Avoid using negative language: Instead of saying "The management team doesn't listen," try phrasing it like "I believe there's room for improvement in our management's ability to actively listen."
Suggest actionable steps: Offer concrete ideas on how things can be improved - e.g., "Regular town hall meetings might help bridge the gap between employees and leaders."
Note: Keep your responses anonymous
Employee engagement surveys are anonymous, so you can feel comfortable sharing your honest opinions without fear of repercussions. However, avoid providing personal information or mentioning specific names that could potentially identify you, so make sure to avoid that.
4. Take your time
Rushing through the survey might lead to incomplete or unclear answers. Set aside enough time to carefully read and consider each question before responding.
5. Reflect on your overall experience
In addition to focusing on specific aspects like leadership skills, training opportunities, and communication channels, take a moment to think about your overall experience as an employee at the company.
This holistic perspective will help provide more accurate feedback in the survey.
What to do with employee survey results
Once you have collected the data from your employee engagement survey, it's essential to analyse and act on the findings. Once the data is gathered from the employee engagement survey, this guide will assist in interpreting results, recognizing areas that need enhancement and putting into action changes based on responses.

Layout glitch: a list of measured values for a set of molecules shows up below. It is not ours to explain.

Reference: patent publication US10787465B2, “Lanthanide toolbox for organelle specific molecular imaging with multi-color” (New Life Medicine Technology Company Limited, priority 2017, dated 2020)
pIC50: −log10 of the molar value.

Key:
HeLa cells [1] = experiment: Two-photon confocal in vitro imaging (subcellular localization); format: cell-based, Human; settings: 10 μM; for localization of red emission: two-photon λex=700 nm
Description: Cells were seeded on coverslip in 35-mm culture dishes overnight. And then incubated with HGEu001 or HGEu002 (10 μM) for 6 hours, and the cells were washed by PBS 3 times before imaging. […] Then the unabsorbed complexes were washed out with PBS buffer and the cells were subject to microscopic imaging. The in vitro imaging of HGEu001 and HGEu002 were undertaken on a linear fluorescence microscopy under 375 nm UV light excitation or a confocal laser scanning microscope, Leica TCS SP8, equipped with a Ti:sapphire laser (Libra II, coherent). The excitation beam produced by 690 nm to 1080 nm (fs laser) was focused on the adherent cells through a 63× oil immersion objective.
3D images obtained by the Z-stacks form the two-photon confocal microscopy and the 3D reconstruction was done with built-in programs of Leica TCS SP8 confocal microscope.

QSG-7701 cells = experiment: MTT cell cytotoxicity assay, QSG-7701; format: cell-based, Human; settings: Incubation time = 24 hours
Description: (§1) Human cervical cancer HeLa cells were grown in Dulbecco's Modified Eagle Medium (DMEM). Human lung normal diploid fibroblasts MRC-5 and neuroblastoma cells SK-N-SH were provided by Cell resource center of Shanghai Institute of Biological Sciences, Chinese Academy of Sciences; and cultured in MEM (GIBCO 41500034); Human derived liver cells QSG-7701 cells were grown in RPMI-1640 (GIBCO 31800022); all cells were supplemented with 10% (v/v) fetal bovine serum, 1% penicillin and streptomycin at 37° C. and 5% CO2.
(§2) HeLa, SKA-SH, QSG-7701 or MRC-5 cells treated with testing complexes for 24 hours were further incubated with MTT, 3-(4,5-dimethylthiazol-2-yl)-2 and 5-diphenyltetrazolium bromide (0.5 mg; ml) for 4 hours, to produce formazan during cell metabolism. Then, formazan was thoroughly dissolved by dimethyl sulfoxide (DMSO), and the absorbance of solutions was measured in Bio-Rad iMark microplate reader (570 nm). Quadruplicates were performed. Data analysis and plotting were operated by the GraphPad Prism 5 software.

2. Analyse the data
The first step in making sense of your survey results is analysing the data. Look for trends or patterns in responses that may indicate areas where employees are particularly engaged or disengaged. You can use tools like Eletive to help visualise and understand this information more easily.
3. Prioritise areas for improvement
After analysing the data, identify which aspects of your organisation need attention most urgently.
Focus on addressing issues that impact a large number of employees or those related to key drivers of engagement, such as leadership effectiveness, communication quality, and opportunities for growth.
Leadership: If leadership survey questions reveal concerns about management styles or decision-making processes, consider offering training programs aimed at improving these skills among managers.
Communication: Employee communication survey questions might uncover gaps in internal messaging channels and explore new ways to facilitate open dialogue within teams and across departments.
Growth opportunities: When employee performance survey questions highlight dissatisfaction with professional development options available within your company, look into expanding existing resources or creating new ones tailored specifically towards career advancement goals expressed by staff members during surveys.
4. Action planning: creating an implementation strategy
Create a detailed action plan outlining how you'll address identified problem areas over time - including specific steps needed along with deadlines and responsible parties for each task. This plan should be communicated to all employees, demonstrating your commitment to improving engagement and overall workplace satisfaction. You can use Eletive’s organisational action plans feature to do this.